Patent In Apple Vs Samsung Case Found Invalid
US Patent and Trademark Office says bounce-back scrolling feature is neither new nor original
The US Patent and Trademark Office (USPTO) has ruled that Apple’s ’381 patent, which describes touchscreen interface features and was used in the $1.05 billion case against Samsung, is invalid.
According to documents discovered by patent expert Florian Mueller, all 20 claims in the patent, including the bounce-back scrolling or ‘rubber-banding’, were found to be too ‘obvious’ and not innovative enough to warrant the issue of a patent.
The decision is non-final, non-binding and it could be appealed. However, Samsung has already filed a motion with District Judge Lucy Koh, willing her to overturn the decision against it.
The reported invalidation could have implications in Apple’s cases against other Android manufacturers – namely HTC and Motorola Mobility.
Better late than never?
On 24 August, after a three-week trial and three days of deliberations, a US court ordered Samsung to pay Apple $1.05 billion in damages. The nine person jury ruled that Samsung products, including the Galaxy S II and Galaxy Tab, violated Apple patents. In the majority of cases, the jury found that Samsung’s infringement was “wilful.”
Later, Apple asked for an additional $707 million (£436m), to compensate for “damage to the iPhone’s distinctive product identity”.
However, it seems that a patent at the centre of Apple’s case, one for “list scrolling and document translation, scaling and rotation on a touchscreen display”, might have been issued by mistake.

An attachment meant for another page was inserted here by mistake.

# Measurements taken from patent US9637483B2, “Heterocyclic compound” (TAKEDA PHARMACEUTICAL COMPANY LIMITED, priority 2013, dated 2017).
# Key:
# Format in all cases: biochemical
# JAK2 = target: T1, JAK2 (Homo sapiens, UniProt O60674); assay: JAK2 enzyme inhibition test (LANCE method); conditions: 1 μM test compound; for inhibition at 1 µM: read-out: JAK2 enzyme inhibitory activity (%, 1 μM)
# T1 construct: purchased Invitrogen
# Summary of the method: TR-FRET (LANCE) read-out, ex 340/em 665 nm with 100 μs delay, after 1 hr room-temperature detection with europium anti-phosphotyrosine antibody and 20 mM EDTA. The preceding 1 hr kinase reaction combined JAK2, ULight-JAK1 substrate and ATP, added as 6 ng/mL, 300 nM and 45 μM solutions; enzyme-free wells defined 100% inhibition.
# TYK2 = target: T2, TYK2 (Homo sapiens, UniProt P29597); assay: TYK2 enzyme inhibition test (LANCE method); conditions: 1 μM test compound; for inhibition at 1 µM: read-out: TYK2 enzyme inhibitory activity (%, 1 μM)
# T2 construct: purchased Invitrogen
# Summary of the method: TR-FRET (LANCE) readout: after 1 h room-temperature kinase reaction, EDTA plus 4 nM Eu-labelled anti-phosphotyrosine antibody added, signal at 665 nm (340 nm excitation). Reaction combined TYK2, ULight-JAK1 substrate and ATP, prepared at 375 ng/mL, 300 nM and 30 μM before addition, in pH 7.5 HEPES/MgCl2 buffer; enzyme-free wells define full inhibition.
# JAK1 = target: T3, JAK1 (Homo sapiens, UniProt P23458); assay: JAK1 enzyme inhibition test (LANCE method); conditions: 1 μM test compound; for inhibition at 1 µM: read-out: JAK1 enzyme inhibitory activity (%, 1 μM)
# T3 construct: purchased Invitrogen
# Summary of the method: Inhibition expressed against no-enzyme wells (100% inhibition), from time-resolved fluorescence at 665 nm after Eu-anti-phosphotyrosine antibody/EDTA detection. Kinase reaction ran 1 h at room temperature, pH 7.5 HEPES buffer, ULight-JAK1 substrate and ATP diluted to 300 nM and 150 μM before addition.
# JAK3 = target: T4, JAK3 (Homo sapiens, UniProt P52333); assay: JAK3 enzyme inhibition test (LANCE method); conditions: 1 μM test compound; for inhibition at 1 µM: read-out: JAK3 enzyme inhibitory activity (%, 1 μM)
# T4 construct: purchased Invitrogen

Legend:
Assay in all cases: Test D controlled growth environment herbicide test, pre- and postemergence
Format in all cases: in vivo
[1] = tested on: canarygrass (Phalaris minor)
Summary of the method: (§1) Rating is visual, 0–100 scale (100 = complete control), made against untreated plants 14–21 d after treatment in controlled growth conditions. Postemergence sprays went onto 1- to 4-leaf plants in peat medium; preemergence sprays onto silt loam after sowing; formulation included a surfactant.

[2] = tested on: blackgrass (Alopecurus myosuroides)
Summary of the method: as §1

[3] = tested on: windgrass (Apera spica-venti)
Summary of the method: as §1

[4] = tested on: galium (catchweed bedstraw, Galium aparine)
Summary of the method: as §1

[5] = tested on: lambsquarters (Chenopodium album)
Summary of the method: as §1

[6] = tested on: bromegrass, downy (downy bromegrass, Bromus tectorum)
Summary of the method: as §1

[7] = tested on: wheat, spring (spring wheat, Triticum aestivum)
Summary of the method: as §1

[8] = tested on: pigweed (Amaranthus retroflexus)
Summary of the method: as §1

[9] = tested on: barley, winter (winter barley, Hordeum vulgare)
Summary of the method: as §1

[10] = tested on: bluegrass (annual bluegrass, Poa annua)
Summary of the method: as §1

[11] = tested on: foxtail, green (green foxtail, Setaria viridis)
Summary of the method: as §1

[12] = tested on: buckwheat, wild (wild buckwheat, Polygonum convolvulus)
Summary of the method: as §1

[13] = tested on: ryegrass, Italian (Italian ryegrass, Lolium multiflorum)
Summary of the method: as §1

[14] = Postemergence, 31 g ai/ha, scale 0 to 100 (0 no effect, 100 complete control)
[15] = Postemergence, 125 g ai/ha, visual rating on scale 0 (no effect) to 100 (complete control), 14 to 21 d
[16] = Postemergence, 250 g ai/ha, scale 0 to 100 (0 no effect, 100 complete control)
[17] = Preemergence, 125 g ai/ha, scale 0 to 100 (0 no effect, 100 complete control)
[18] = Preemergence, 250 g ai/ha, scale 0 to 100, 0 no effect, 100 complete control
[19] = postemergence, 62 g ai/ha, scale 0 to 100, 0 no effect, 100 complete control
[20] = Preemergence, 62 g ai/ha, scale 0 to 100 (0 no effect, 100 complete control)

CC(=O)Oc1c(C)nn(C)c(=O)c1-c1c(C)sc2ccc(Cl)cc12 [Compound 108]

According to Mueller, the USPTO legal speak boils down to the fact that the Office does not believe that rubber-banding was invented by Apple. This means Samsung could get the Judge to overrule the jury, and even drop the patent from the case altogether.
Samsung has already altered its software to work around the patent in question. If the decision of USPTO stands, users in the US might see the return of rubber-banding to Galaxy smartphones and tablets.
Apple has also used another claim from this patent in a case against HTC, scheduled for 27 November. If the patent is invalidated, the Silicon Valley giant may not have a leg to stand on.
Meanwhile in Europe, the same design elements served as a basis for Apple to obtain an injunction against devices made by Motorola Mobility. The European Patent Office is currently re-evaluating its treatment of Apple’s intellectual property on request of Samsung, Motorola and HTC, and could be influenced by the US. Should the EPO revoke the patent, Apple’s German injunction becomes unenforceable.
“It’s not surprising that the ’381 patent faces a serious challenge to its validity. I’ve said in a report on a Munich trial that it’s a great achievement in the realm of use interface psychology, but in a strictly technological sense it has extremely little merit, if any,” wrote Mueller on his blog.
“It’s a patent on a great idea and out-of-the-box thinking (in a patent sense, one can argue that all other scrolling operations disclosed before this one used to “teach away” from it). But it doesn’t take rocket science to make it work. Technically it’s just about drawing rectangles.”
Mueller warned that even the final decision by USPTO can still be overturned and/or appealed.
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